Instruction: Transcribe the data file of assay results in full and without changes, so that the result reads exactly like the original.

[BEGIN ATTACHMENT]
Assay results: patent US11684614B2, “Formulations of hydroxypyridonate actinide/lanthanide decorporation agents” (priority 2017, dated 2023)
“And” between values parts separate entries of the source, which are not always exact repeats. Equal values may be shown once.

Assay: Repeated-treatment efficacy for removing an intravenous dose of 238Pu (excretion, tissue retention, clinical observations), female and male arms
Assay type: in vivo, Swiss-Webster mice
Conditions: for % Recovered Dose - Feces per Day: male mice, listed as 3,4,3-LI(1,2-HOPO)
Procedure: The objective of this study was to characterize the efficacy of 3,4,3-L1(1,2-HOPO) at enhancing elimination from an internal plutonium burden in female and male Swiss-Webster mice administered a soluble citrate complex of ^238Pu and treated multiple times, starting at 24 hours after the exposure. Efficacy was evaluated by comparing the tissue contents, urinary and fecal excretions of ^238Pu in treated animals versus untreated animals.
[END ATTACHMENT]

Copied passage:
Assay results: patent US11684614B2, “Formulations of hydroxypyridonate actinide/lanthanide decorporation agents” (priority 2017, dated 2023)
“And” between values parts separate entries of the source, which are not always exact repeats. Equal values may be shown once.

Assay: Repeated-treatment efficacy for removing an intravenous dose of 238Pu (excretion, tissue retention, clinical observations), female and male arms
Assay type: in vivo, Swiss-Webster mice
Conditions: for % Recovered Dose - Feces per Day: male mice, listed as 3,4,3-LI(1,2-HOPO)
Procedure: The objective of this study was to characterize the efficacy of 3,4,3-L1(1,2-HOPO) at enhancing elimination from an internal plutonium burden in female and male Swiss-Webster mice administered a soluble citrate complex of ^238Pu and treated multiple times, starting at 24 hours after the exposure. Efficacy was evaluated by comparing the tissue contents, urinary and fecal excretions of ^238Pu in treated animals versus untreated animals.